Spotting a valuable doll is a learned attribute. How serious about doll collecting are you? Read some of the many resource materials available today in the area of antique dolls, and combine that knowledge with actively viewing antique dolls through private collections, museums and antique shops. Within a short period of time and a little effort, you will gain confidence in your doll collecting. Remember, as you are trying to find antique dolls, it is not how little you pay, but the quality of the doll. Quality comes with price. Don't cheat yourself out of the enjoyment of owning beautiful antique dolls, it will show in the end result of the collection. I've never seen a collector regret buying a beautiful doll to add to their collection.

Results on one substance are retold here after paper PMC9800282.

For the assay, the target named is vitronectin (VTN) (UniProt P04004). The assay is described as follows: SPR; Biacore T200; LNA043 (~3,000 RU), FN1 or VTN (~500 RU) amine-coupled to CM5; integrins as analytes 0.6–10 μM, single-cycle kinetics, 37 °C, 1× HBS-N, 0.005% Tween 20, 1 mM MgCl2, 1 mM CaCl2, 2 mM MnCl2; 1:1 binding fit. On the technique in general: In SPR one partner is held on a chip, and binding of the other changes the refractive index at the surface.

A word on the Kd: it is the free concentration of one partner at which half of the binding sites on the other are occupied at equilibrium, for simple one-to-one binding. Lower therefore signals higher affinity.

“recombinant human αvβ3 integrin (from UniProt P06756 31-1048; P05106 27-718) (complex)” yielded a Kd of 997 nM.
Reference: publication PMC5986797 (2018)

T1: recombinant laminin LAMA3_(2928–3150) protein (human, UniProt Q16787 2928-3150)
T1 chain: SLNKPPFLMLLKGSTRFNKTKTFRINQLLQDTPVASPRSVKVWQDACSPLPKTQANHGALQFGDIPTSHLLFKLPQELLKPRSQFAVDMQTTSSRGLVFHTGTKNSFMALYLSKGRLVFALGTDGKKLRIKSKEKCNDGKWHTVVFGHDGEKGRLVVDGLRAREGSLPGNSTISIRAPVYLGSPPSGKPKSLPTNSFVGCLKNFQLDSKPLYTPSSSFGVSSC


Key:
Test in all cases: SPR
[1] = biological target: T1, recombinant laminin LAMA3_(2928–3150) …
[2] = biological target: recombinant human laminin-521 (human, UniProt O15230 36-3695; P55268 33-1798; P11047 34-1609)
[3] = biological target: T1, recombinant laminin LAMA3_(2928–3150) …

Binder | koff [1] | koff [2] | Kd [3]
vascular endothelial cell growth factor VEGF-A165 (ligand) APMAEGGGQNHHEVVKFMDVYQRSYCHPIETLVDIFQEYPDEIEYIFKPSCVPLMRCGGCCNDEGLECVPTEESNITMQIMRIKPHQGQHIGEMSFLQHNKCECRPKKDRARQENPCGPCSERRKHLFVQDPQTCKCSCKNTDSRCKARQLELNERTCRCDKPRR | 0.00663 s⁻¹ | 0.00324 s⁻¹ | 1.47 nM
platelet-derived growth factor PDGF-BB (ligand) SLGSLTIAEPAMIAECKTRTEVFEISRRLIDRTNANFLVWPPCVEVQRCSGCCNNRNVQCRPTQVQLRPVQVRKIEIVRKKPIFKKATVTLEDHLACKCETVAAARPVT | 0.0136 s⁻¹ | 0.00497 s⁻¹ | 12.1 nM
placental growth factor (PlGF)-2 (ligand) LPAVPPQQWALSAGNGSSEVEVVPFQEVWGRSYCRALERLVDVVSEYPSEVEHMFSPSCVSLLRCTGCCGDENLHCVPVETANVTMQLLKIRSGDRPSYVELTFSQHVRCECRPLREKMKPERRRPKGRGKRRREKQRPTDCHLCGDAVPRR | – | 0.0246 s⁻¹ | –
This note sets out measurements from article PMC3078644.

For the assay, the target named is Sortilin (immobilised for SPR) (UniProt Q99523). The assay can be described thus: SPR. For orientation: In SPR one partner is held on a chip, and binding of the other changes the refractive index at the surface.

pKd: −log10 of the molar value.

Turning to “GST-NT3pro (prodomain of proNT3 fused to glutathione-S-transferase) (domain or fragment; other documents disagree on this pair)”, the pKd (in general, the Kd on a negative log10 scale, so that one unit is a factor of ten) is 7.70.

I've had many people ask me over the years, how did you know that? To be good at grading and valuing dolls, start with doll blue books. There are many on the market to date, and some are better than others. To help you understand how these books can help you, you must read the prefaces of these books. The author explains their ideas on determining values. This is the most important aspect of using these publications. These books are meant to be "guides", by using common sense and good judgement and the information in blue books, you will be able to value the dolls. If you have an original antique doll in good condition with lots of charm, the doll will sell itself! Unfortunately, for a buyer, it will demand a higher price. For example, many doll blue books give values for "mint" dolls. This means that the doll is in its original condition, any damage to the doll reduces the value. Use the values in the books as starting points. Damage reduces the value, but exceptional qualities can add to the value. If restoration has occurred, ask yourself these questions before determining a value. Was it done correctly by using original techniques and materials? If clothing was reproduced, were old fabrics and laces used? Were the correct fashions of the day incorporated into the clothing? Was the restoration appropriate? Was the integrity of the doll maintained? Many questions must be asked in order to grade/value these wonderful little treasures from the past.